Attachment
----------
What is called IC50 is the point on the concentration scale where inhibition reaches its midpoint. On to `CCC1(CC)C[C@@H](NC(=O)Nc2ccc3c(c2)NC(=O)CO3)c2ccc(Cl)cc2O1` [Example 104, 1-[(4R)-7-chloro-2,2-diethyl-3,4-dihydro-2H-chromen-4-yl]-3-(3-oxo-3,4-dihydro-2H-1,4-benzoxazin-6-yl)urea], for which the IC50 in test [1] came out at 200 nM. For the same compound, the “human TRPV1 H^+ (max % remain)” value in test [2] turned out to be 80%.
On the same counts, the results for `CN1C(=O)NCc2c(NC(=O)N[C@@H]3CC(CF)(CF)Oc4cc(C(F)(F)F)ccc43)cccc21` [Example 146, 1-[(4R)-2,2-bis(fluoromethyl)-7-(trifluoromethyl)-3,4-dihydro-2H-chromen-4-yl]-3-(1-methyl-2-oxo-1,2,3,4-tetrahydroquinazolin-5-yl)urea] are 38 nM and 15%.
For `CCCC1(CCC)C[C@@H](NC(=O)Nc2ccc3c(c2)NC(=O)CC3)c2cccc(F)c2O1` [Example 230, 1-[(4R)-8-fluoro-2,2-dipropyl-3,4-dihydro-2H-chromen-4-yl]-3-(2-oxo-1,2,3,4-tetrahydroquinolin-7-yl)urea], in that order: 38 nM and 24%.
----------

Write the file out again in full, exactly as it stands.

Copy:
What is called IC50 is the point on the concentration scale where inhibition reaches its midpoint. On to `CCC1(CC)C[C@@H](NC(=O)Nc2ccc3c(c2)NC(=O)CO3)c2ccc(Cl)cc2O1` [Example 104, 1-[(4R)-7-chloro-2,2-diethyl-3,4-dihydro-2H-chromen-4-yl]-3-(3-oxo-3,4-dihydro-2H-1,4-benzoxazin-6-yl)urea], for which the IC50 in test [1] came out at 200 nM. For the same compound, the “human TRPV1 H^+ (max % remain)” value in test [2] turned out to be 80%.
On the same counts, the results for `CN1C(=O)NCc2c(NC(=O)N[C@@H]3CC(CF)(CF)Oc4cc(C(F)(F)F)ccc43)cccc21` [Example 146, 1-[(4R)-2,2-bis(fluoromethyl)-7-(trifluoromethyl)-3,4-dihydro-2H-chromen-4-yl]-3-(1-methyl-2-oxo-1,2,3,4-tetrahydroquinazolin-5-yl)urea] are 38 nM and 15%.
For `CCCC1(CCC)C[C@@H](NC(=O)Nc2ccc3c(c2)NC(=O)CC3)c2cccc(F)c2O1` [Example 230, 1-[(4R)-8-fluoro-2,2-dipropyl-3,4-dihydro-2H-chromen-4-yl]-3-(2-oxo-1,2,3,4-tetrahydroquinolin-7-yl)urea], in that order: 38 nM and 24%.